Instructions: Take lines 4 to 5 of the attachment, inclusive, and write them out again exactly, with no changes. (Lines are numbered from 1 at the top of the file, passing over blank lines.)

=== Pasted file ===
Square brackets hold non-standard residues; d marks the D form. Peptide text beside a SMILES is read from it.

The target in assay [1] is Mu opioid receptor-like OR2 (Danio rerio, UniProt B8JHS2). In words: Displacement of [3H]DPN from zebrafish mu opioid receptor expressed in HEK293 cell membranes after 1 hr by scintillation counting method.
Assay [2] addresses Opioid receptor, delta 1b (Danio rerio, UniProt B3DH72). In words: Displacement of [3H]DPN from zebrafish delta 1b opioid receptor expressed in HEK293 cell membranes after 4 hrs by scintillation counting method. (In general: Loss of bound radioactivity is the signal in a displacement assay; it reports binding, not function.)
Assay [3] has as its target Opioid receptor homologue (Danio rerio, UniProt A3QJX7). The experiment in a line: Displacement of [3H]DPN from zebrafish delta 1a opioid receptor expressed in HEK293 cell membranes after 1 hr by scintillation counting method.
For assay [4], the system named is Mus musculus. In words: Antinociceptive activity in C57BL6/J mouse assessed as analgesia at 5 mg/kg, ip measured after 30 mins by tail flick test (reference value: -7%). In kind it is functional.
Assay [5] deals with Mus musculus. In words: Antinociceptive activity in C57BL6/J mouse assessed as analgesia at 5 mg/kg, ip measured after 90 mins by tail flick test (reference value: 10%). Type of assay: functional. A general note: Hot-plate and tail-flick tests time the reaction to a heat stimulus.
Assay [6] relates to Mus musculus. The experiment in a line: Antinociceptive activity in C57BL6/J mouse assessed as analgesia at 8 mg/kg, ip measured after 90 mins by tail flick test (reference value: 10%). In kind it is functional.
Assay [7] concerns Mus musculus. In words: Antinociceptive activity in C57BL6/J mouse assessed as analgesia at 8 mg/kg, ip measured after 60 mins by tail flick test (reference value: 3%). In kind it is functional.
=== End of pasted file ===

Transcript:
Assay [3] has as its target Opioid receptor homologue (Danio rerio, UniProt A3QJX7). The experiment in a line: Displacement of [3H]DPN from zebrafish delta 1a opioid receptor expressed in HEK293 cell membranes after 1 hr by scintillation counting method.
For assay [4], the system named is Mus musculus. In words: Antinociceptive activity in C57BL6/J mouse assessed as analgesia at 5 mg/kg, ip measured after 30 mins by tail flick test (reference value: -7%). In kind it is functional.